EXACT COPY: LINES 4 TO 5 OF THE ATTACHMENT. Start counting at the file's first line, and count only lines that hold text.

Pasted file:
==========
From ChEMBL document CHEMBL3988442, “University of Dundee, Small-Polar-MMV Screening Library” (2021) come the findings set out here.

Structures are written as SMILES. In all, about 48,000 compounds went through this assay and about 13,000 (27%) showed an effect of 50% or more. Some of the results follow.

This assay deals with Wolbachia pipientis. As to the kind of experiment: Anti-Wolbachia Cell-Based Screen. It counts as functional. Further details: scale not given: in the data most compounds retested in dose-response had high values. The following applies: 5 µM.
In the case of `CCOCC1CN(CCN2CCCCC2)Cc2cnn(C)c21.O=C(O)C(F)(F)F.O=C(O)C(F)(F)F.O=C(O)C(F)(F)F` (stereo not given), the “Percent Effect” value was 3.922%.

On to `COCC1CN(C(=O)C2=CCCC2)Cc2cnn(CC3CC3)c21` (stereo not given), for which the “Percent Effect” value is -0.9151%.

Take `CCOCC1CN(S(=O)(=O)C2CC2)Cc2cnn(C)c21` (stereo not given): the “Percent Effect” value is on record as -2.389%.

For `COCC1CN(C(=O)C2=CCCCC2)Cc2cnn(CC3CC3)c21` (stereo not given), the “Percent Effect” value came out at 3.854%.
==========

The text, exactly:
In the case of `CCOCC1CN(CCN2CCCCC2)Cc2cnn(C)c21.O=C(O)C(F)(F)F.O=C(O)C(F)(F)F.O=C(O)C(F)(F)F` (stereo not given), the “Percent Effect” value was 3.922%.

On to `COCC1CN(C(=O)C2=CCCC2)Cc2cnn(CC3CC3)c21` (stereo not given), for which the “Percent Effect” value is -0.9151%.